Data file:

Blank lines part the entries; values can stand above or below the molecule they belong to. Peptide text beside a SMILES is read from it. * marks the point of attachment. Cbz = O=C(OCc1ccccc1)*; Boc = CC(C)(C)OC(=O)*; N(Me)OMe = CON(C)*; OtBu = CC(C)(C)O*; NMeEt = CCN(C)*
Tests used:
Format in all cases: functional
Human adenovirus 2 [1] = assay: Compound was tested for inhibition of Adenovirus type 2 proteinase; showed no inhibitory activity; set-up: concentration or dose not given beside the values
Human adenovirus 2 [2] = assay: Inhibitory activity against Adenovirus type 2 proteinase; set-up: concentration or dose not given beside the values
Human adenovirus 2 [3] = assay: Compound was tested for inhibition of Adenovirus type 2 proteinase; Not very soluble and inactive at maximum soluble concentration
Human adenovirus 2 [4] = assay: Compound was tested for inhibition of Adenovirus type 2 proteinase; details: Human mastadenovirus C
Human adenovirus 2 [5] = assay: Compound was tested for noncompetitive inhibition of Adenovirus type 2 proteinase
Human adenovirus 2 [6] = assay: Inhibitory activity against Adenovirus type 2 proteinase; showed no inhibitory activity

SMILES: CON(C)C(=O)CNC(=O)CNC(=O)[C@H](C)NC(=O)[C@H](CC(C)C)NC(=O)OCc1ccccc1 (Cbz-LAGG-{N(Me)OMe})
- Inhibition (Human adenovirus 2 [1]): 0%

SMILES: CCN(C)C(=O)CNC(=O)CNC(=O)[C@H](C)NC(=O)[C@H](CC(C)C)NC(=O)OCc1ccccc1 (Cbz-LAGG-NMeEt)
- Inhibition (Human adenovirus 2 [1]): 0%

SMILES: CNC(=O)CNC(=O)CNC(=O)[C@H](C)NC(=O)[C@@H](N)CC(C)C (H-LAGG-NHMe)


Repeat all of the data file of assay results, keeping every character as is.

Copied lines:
Blank lines part the entries; values can stand above or below the molecule they belong to. Peptide text beside a SMILES is read from it. * marks the point of attachment. Cbz = O=C(OCc1ccccc1)*; Boc = CC(C)(C)OC(=O)*; N(Me)OMe = CON(C)*; OtBu = CC(C)(C)O*; NMeEt = CCN(C)*
Tests used:
Format in all cases: functional
Human adenovirus 2 [1] = assay: Compound was tested for inhibition of Adenovirus type 2 proteinase; showed no inhibitory activity; set-up: concentration or dose not given beside the values
Human adenovirus 2 [2] = assay: Inhibitory activity against Adenovirus type 2 proteinase; set-up: concentration or dose not given beside the values
Human adenovirus 2 [3] = assay: Compound was tested for inhibition of Adenovirus type 2 proteinase; Not very soluble and inactive at maximum soluble concentration
Human adenovirus 2 [4] = assay: Compound was tested for inhibition of Adenovirus type 2 proteinase; details: Human mastadenovirus C
Human adenovirus 2 [5] = assay: Compound was tested for noncompetitive inhibition of Adenovirus type 2 proteinase
Human adenovirus 2 [6] = assay: Inhibitory activity against Adenovirus type 2 proteinase; showed no inhibitory activity

SMILES: CON(C)C(=O)CNC(=O)CNC(=O)[C@H](C)NC(=O)[C@H](CC(C)C)NC(=O)OCc1ccccc1 (Cbz-LAGG-{N(Me)OMe})
- Inhibition (Human adenovirus 2 [1]): 0%

SMILES: CCN(C)C(=O)CNC(=O)CNC(=O)[C@H](C)NC(=O)[C@H](CC(C)C)NC(=O)OCc1ccccc1 (Cbz-LAGG-NMeEt)
- Inhibition (Human adenovirus 2 [1]): 0%

SMILES: CNC(=O)CNC(=O)CNC(=O)[C@H](C)NC(=O)[C@@H](N)CC(C)C (H-LAGG-NHMe)